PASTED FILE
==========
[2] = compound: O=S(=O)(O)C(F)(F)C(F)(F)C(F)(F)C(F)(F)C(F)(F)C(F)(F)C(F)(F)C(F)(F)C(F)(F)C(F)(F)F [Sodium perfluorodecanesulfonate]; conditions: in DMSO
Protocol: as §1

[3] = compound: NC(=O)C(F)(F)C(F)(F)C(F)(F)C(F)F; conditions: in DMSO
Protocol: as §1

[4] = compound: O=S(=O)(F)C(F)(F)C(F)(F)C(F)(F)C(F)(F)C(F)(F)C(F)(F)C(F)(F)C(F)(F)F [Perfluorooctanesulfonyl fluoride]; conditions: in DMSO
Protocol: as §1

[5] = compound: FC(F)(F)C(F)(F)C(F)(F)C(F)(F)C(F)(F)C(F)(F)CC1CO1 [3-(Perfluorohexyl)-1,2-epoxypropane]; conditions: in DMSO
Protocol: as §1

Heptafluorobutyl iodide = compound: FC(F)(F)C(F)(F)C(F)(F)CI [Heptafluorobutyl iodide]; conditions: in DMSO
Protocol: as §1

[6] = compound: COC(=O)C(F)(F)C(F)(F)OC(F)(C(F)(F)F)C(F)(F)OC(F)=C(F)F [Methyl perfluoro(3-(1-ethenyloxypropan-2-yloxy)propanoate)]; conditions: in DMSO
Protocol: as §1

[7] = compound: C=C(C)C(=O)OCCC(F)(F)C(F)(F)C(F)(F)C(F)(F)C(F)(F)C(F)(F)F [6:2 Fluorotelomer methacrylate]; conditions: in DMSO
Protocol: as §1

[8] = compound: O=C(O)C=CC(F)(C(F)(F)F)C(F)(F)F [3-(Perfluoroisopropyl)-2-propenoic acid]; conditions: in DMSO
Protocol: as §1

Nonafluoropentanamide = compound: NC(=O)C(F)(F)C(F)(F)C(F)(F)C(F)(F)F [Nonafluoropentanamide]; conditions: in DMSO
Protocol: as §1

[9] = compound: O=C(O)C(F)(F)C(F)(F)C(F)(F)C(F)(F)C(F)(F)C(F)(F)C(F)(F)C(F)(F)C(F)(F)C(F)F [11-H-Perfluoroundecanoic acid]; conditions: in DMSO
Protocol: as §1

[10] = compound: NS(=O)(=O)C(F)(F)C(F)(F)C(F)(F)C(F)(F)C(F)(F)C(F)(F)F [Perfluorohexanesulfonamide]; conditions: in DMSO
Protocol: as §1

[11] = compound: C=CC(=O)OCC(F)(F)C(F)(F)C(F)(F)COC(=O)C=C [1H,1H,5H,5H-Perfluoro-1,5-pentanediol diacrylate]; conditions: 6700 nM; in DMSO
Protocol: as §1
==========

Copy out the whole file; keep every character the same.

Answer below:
[2] = compound: O=S(=O)(O)C(F)(F)C(F)(F)C(F)(F)C(F)(F)C(F)(F)C(F)(F)C(F)(F)C(F)(F)C(F)(F)C(F)(F)F [Sodium perfluorodecanesulfonate]; conditions: in DMSO
Protocol: as §1

[3] = compound: NC(=O)C(F)(F)C(F)(F)C(F)(F)C(F)F; conditions: in DMSO
Protocol: as §1

[4] = compound: O=S(=O)(F)C(F)(F)C(F)(F)C(F)(F)C(F)(F)C(F)(F)C(F)(F)C(F)(F)C(F)(F)F [Perfluorooctanesulfonyl fluoride]; conditions: in DMSO
Protocol: as §1

[5] = compound: FC(F)(F)C(F)(F)C(F)(F)C(F)(F)C(F)(F)C(F)(F)CC1CO1 [3-(Perfluorohexyl)-1,2-epoxypropane]; conditions: in DMSO
Protocol: as §1

Heptafluorobutyl iodide = compound: FC(F)(F)C(F)(F)C(F)(F)CI [Heptafluorobutyl iodide]; conditions: in DMSO
Protocol: as §1

[6] = compound: COC(=O)C(F)(F)C(F)(F)OC(F)(C(F)(F)F)C(F)(F)OC(F)=C(F)F [Methyl perfluoro(3-(1-ethenyloxypropan-2-yloxy)propanoate)]; conditions: in DMSO
Protocol: as §1

[7] = compound: C=C(C)C(=O)OCCC(F)(F)C(F)(F)C(F)(F)C(F)(F)C(F)(F)C(F)(F)F [6:2 Fluorotelomer methacrylate]; conditions: in DMSO
Protocol: as §1

[8] = compound: O=C(O)C=CC(F)(C(F)(F)F)C(F)(F)F [3-(Perfluoroisopropyl)-2-propenoic acid]; conditions: in DMSO
Protocol: as §1

Nonafluoropentanamide = compound: NC(=O)C(F)(F)C(F)(F)C(F)(F)C(F)(F)F [Nonafluoropentanamide]; conditions: in DMSO
Protocol: as §1

[9] = compound: O=C(O)C(F)(F)C(F)(F)C(F)(F)C(F)(F)C(F)(F)C(F)(F)C(F)(F)C(F)(F)C(F)(F)C(F)F [11-H-Perfluoroundecanoic acid]; conditions: in DMSO
Protocol: as §1

[10] = compound: NS(=O)(=O)C(F)(F)C(F)(F)C(F)(F)C(F)(F)C(F)(F)C(F)(F)F [Perfluorohexanesulfonamide]; conditions: in DMSO
Protocol: as §1

[11] = compound: C=CC(=O)OCC(F)(F)C(F)(F)C(F)(F)COC(=O)C=C [1H,1H,5H,5H-Perfluoro-1,5-pentanediol diacrylate]; conditions: 6700 nM; in DMSO
Protocol: as §1